Then, in July 2019, the Reform Plan for Accelerating and Improving the Exit System of Market Entities, jointly issued by the National Development and Reform Commission (NDRC) and other departments, also clearly proposed to “research the establishment of a pre-reorganization system” and “clarify the legal status and content of a pre-reorganization system”. On this basis, the Minutes on the National Court’s Civil and Commercial Trial Work Meeting, issued by the SPC in November 2019, formally confirmed that the out-of-court reorganization agreement concluded in the pre-reorganization stage was legally binding on relevant parties.
Up until now, in addition to the above-mentioned Zhejiang province, the bankruptcy courts in Beijing and Shenzhen have formulated working procedures for enterprise reorganization cases, and made specific provisions on the process of pre-reorganization system. According to the existing cases summarized, China’s pre-reorganization mainly includes the following three modes:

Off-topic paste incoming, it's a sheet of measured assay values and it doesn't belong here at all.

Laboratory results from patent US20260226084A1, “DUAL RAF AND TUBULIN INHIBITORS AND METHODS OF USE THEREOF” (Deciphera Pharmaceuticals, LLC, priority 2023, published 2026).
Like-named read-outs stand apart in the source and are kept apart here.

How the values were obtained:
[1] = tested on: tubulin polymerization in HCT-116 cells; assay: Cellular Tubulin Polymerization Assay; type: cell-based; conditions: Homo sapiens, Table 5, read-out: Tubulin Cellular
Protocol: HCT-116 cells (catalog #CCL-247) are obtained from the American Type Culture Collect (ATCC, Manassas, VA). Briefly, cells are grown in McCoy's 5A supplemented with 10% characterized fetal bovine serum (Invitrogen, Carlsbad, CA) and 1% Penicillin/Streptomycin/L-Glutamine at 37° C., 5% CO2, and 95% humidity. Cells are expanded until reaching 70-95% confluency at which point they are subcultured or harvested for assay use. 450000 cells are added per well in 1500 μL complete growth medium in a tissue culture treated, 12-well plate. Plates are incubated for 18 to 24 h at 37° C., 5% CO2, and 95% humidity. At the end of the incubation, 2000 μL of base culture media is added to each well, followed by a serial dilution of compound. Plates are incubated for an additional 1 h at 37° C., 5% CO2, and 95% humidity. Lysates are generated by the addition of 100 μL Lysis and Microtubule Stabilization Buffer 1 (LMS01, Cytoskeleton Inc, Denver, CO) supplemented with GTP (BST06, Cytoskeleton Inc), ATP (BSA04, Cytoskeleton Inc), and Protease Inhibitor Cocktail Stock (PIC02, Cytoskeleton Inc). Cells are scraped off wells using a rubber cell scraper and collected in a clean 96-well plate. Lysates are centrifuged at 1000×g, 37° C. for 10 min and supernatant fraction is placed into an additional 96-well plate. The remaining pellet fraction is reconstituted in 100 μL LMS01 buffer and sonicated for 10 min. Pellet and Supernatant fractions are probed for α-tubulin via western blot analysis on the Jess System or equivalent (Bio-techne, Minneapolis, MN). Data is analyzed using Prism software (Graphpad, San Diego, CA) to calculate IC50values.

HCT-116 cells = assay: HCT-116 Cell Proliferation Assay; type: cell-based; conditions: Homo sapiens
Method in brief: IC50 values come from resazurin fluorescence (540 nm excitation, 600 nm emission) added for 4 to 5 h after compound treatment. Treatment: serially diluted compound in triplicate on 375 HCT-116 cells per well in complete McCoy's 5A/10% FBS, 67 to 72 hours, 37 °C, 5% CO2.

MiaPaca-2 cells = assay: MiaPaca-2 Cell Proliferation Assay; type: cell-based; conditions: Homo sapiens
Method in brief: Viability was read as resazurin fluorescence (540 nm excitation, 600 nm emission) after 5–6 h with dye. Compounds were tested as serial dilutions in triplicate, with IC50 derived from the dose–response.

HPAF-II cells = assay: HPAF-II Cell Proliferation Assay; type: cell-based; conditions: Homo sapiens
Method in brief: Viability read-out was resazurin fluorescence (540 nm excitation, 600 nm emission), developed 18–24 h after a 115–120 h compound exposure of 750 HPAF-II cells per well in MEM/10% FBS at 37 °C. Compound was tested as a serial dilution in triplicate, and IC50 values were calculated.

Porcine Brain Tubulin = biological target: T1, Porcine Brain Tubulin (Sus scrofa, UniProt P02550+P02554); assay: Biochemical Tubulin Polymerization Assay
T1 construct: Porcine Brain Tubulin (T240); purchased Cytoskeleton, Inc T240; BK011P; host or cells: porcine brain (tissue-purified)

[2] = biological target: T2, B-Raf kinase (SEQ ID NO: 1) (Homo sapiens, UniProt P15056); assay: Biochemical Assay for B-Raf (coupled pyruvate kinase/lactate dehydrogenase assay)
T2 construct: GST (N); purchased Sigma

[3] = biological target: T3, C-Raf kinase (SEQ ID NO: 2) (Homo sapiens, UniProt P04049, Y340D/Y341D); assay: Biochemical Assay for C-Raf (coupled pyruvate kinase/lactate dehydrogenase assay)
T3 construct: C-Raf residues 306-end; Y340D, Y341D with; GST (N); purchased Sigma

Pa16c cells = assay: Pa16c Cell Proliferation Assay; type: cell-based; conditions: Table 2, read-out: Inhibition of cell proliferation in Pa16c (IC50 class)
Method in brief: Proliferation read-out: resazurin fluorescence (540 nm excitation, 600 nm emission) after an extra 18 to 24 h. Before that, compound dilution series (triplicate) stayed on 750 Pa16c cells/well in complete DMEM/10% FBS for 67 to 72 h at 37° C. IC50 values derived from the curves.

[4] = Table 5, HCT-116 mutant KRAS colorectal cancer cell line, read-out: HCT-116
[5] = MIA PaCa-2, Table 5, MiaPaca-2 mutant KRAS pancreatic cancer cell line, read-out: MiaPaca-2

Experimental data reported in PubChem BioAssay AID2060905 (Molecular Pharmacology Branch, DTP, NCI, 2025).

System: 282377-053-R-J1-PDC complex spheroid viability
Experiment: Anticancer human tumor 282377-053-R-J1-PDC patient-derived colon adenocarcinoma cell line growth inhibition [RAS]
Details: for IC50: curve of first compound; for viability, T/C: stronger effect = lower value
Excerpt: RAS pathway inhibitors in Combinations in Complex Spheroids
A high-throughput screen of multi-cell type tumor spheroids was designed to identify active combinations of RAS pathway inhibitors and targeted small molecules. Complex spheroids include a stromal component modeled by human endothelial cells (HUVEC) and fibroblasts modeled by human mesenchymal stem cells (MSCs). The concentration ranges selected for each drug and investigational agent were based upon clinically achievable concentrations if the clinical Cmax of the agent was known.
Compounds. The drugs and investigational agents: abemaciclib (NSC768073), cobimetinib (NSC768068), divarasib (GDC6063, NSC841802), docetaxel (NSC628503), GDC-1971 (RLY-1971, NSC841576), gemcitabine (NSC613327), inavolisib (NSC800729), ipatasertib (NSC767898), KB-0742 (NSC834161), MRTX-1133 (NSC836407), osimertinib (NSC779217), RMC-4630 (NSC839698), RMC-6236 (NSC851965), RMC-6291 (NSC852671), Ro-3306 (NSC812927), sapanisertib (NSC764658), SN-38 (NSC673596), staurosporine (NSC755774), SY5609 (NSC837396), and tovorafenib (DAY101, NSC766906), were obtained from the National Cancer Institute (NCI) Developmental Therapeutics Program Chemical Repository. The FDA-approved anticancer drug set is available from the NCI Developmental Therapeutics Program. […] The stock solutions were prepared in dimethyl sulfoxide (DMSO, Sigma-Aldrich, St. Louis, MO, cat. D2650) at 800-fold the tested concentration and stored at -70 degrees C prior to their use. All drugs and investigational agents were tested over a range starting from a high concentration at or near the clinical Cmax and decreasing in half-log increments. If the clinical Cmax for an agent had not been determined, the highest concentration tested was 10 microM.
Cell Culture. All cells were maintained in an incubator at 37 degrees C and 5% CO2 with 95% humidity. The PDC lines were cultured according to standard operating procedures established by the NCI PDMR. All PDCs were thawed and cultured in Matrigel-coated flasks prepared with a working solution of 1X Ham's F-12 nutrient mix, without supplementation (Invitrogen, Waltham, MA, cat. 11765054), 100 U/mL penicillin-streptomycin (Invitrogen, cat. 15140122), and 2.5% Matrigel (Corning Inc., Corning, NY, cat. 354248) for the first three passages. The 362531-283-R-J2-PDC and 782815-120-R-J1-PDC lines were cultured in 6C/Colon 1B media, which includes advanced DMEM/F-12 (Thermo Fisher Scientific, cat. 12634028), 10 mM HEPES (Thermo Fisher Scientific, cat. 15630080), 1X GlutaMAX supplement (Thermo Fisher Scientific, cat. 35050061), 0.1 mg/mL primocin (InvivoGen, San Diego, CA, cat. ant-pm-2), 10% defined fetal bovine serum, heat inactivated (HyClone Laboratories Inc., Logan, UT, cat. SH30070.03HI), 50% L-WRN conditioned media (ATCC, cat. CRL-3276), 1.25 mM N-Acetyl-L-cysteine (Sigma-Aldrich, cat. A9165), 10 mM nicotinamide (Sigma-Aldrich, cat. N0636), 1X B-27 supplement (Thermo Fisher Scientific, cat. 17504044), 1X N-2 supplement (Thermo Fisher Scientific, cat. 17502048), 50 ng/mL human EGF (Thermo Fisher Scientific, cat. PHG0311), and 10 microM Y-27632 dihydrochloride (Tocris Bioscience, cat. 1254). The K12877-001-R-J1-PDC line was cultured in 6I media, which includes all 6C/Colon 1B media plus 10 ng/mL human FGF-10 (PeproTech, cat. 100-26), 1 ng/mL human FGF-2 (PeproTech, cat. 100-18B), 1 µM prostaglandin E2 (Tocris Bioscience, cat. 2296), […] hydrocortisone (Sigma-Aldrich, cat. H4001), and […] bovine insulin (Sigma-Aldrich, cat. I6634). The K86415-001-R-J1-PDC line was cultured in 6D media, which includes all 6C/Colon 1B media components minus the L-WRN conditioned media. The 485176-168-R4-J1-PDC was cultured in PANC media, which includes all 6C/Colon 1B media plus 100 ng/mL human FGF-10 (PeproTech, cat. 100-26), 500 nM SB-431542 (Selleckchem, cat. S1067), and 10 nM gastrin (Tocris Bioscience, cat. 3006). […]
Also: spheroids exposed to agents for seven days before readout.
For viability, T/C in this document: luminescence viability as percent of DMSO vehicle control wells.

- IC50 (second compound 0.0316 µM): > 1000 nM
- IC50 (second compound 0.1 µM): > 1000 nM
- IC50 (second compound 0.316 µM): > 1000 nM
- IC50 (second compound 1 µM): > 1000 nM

(1) Out-of-court pre-reorganization before the court accepts the bankruptcy application. Generally, the creditors, debtor, shareholders and other interested parties negotiate to form a reorganization plan, and then the debtor applies to the court for reorganization. After the court’s approval, the reorganization plan will be implemented and the pre-organization terminated.
Under this mode, the pre-reorganization procedure is independent of the judicial reorganization procedure and is often carried out under the guidance and co-ordination of government departments. For example, in the reorganization case of China National Erzhong Group Co and Erzhong Group (Deyang) Heavy Equipment Co in 2016, the two debtors and the financial creditor committee composed of more than 30 financial creditors negotiated and determined the framework financial debt reorganization plan, and then applied to the court for bankruptcy reorganization.
After the court accepted the application, the financial debt reorganization plan was included in the reorganization plan. It took only 70 days to complete the entire judicial reorganization procedure.
(2) Pre-reorganization in the pre-filing stage of the court. After receiving a reorganization application, the court will pre-file the case and will not formally decide to accept the reorganization application. At the same time, the court will designate an administrator to carry out negotiations with creditors, find investors, preliminarily sort out assets and debts under the guidance of the court, and guide shareholders to reach an agreement on a reorganization plan with major creditors.